Many Virginia Tech students say that they donot want to second-guess, that they are content that universityofficials and those who came in contact with Cho did the best theycould to prevent the tragedy.
But the story of the Virginia Techmassacre is a labyrinth of what-ifs. Many of them come withexplanations any reasonable person would understand. There’s just oneproblem with such explanations: They do nothing to explain the horrorof the most unspeakable acts.
“We’re all asking `what if,’ and weall want to know why,” says Fawn Price, a sophomore from Lebanon, Va.”But I don’t think we’re going to get the answers we need as soon as weneed them.”
There were signs, so many signs.
Orso it appears in hindsight. But the people in the position to dosomething and the systems we create to protect ourselves seemedill-equipped to deal with Cho.
There was an opportunity when twofemale students called university police, soon after Roy began meetingwith Cho. They were being hounded, they complained _ there wererepeated phone calls, instant messages, notes. They did not know Choand did not want to know him.
Then, in December 2005, Koch called police to say that his suitemate seemed suicidal.
Officerswent to speak with Cho. He was referred to the local mental healthcenter, and then sent to a psychiatric care hospital.
Here was Cho, safely away from campus, in the arms of the mental health system. What if it had been possible to keep him there?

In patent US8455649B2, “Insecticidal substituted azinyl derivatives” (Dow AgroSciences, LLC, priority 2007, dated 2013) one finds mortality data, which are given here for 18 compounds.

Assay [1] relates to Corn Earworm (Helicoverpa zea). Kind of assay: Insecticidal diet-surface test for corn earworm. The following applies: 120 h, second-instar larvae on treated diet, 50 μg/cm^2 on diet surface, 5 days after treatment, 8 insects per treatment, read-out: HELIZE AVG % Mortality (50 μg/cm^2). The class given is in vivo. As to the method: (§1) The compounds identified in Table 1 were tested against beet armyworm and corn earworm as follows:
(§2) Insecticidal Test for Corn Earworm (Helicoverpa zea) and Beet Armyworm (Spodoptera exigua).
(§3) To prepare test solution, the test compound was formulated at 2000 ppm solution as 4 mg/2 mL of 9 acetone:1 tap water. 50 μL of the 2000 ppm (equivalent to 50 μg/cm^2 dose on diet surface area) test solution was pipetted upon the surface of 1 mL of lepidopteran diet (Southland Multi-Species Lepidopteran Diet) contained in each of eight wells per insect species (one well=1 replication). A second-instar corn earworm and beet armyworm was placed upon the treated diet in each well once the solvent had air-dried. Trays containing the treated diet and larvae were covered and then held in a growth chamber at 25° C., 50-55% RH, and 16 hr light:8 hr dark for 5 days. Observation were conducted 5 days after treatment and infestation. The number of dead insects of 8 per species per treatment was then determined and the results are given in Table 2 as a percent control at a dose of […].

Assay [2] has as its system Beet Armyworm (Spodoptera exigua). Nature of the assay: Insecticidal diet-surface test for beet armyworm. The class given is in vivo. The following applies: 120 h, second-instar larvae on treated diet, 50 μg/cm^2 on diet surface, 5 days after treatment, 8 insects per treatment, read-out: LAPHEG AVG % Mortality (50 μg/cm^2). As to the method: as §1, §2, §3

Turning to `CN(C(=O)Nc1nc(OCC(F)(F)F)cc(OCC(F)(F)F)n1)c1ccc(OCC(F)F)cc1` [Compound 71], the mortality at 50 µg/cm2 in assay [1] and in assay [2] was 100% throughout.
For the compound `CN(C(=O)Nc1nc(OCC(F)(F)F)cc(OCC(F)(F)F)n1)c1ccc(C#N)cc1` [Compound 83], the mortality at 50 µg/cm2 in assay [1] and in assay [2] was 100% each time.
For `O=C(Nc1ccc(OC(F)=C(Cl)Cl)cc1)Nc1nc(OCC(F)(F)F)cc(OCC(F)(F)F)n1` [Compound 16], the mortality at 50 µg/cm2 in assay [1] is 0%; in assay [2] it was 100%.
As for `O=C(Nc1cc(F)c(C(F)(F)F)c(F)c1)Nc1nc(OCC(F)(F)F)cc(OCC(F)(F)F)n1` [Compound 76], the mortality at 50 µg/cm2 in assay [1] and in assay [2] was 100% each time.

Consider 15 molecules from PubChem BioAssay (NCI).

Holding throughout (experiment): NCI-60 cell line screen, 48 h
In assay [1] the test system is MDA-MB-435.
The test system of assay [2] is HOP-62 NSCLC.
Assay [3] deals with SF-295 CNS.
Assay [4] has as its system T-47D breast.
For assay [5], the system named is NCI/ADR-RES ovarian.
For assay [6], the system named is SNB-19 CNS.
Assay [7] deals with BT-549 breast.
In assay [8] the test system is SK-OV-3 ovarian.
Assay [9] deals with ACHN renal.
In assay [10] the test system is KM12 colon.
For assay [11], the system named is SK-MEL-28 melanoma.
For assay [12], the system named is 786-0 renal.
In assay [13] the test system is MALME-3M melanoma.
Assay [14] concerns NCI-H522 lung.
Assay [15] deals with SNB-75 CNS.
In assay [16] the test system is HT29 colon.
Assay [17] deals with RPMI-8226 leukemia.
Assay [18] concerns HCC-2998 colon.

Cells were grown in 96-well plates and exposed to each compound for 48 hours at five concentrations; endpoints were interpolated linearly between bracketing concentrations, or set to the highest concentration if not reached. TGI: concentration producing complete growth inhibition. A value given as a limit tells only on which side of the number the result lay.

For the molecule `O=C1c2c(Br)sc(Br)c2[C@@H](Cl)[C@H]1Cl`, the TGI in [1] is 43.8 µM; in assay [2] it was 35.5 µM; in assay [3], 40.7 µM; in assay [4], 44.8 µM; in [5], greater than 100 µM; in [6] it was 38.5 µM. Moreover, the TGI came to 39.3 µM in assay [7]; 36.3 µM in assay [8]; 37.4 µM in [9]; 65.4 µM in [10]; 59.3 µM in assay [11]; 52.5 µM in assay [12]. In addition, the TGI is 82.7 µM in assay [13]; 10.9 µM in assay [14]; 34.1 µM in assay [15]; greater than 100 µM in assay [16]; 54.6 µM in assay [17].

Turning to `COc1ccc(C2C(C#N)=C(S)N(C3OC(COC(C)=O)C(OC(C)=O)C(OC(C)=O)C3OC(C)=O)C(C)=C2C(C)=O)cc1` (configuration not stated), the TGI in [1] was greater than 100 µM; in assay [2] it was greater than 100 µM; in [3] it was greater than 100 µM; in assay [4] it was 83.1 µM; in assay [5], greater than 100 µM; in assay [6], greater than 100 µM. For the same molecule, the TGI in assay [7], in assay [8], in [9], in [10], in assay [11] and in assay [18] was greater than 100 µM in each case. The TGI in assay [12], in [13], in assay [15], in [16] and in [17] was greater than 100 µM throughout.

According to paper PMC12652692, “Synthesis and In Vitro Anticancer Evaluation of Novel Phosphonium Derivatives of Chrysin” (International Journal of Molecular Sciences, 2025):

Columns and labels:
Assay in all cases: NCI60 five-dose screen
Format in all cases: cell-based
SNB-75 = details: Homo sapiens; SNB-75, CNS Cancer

It didn’t happen. A day or two later, he was released and returned to campus.
Virginia Tech officials say his care was out of their hands, and they could not know that he needed more help.
Andwhat could they have done? When George Washington University and NewYork’s Hunter College expelled students who appeared suicidal, thestudents sued.
Schools have to “balance the rights of studentswith the rights of the communities and with what parents want, and itsnot an easy thing to do,” says Dr. Joanna Locke of the Jed Foundation,which works to prevent suicide and promote mental health among collegestudents.
What about the mental health providers beyond campus who dealt directly with Cho? Couldn’t they have done something?
Notunless Cho shared his morbid fantasies, and people like Cho almostnever do, says Dr. Michael Welner, a forensic psychologist who hasprofiled mass murderers.
Cho “is not a person who fell through the cracks. He’s a person who crawled into the cracks,” Welner says.
If mental health providers couldn’t follow him there, what if university police had pursued a case against him?
Butthat would have required the two female students to press stalkingcharges against Cho. And after speaking with Virginia Tech officers,the two women decided against it, police say.
Other femalestudents said last week that they would almost certainly have made thesame decision. Unusual behavior is not unusual on campus. No one wantsto make trouble for others.